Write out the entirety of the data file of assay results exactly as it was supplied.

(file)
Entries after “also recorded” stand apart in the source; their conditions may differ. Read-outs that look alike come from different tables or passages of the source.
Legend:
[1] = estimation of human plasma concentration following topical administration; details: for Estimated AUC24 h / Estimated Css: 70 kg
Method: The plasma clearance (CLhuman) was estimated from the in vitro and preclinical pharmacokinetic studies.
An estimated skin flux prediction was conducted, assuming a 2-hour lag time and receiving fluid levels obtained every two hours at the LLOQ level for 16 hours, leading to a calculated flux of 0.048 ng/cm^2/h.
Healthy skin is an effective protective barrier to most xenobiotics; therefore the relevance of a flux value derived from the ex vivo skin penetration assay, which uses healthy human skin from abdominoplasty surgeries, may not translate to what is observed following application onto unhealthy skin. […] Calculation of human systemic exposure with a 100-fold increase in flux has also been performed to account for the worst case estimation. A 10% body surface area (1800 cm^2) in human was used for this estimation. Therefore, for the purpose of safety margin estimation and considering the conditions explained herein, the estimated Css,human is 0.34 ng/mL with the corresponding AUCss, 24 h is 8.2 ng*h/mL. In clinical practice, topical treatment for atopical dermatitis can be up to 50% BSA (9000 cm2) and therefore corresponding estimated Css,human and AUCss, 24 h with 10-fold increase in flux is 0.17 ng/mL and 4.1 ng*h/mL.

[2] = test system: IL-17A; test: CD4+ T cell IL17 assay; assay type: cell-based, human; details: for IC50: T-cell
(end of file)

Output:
Entries after “also recorded” stand apart in the source; their conditions may differ. Read-outs that look alike come from different tables or passages of the source.
Legend:
[1] = estimation of human plasma concentration following topical administration; details: for Estimated AUC24 h / Estimated Css: 70 kg
Method: The plasma clearance (CLhuman) was estimated from the in vitro and preclinical pharmacokinetic studies.
An estimated skin flux prediction was conducted, assuming a 2-hour lag time and receiving fluid levels obtained every two hours at the LLOQ level for 16 hours, leading to a calculated flux of 0.048 ng/cm^2/h.
Healthy skin is an effective protective barrier to most xenobiotics; therefore the relevance of a flux value derived from the ex vivo skin penetration assay, which uses healthy human skin from abdominoplasty surgeries, may not translate to what is observed following application onto unhealthy skin. […] Calculation of human systemic exposure with a 100-fold increase in flux has also been performed to account for the worst case estimation. A 10% body surface area (1800 cm^2) in human was used for this estimation. Therefore, for the purpose of safety margin estimation and considering the conditions explained herein, the estimated Css,human is 0.34 ng/mL with the corresponding AUCss, 24 h is 8.2 ng*h/mL. In clinical practice, topical treatment for atopical dermatitis can be up to 50% BSA (9000 cm2) and therefore corresponding estimated Css,human and AUCss, 24 h with 10-fold increase in flux is 0.17 ng/mL and 4.1 ng*h/mL.

[2] = test system: IL-17A; test: CD4+ T cell IL17 assay; assay type: cell-based, human; details: for IC50: T-cell